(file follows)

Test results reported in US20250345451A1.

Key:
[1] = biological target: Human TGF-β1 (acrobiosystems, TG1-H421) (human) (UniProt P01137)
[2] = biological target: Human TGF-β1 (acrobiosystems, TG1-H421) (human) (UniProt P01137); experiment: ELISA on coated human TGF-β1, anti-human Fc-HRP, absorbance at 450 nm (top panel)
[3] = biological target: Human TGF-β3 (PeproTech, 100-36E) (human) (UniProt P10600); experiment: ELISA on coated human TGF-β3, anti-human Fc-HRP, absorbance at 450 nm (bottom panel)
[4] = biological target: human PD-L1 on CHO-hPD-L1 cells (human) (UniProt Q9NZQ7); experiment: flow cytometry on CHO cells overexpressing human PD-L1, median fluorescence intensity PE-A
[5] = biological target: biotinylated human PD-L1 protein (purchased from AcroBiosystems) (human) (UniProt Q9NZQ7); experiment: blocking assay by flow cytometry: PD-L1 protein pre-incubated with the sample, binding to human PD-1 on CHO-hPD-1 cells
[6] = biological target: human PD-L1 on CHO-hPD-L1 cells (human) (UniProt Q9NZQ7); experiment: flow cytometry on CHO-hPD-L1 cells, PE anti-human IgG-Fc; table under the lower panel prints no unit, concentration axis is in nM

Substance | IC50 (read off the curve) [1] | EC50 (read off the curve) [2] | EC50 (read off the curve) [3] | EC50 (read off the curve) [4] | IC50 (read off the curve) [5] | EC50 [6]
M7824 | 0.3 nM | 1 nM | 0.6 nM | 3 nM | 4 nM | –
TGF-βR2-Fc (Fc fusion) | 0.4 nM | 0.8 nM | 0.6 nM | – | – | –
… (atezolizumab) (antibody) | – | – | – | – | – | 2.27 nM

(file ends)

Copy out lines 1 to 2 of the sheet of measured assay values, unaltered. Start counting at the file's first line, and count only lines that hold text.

Test results reported in US20250345451A1.

Key: